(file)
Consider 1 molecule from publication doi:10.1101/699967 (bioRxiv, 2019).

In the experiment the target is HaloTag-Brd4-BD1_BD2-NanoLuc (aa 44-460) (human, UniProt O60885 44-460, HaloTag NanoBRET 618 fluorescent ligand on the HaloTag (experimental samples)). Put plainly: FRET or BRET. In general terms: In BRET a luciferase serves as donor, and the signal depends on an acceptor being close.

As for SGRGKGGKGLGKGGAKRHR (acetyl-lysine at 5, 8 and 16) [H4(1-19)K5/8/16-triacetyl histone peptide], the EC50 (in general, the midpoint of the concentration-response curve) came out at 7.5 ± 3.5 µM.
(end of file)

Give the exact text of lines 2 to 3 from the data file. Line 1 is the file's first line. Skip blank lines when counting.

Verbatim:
In the experiment the target is HaloTag-Brd4-BD1_BD2-NanoLuc (aa 44-460) (human, UniProt O60885 44-460, HaloTag NanoBRET 618 fluorescent ligand on the HaloTag (experimental samples)). Put plainly: FRET or BRET. In general terms: In BRET a luciferase serves as donor, and the signal depends on an acceptor being close.

As for SGRGKGGKGLGKGGAKRHR (acetyl-lysine at 5, 8 and 16) [H4(1-19)K5/8/16-triacetyl histone peptide], the EC50 (in general, the midpoint of the concentration-response curve) came out at 7.5 ± 3.5 µM.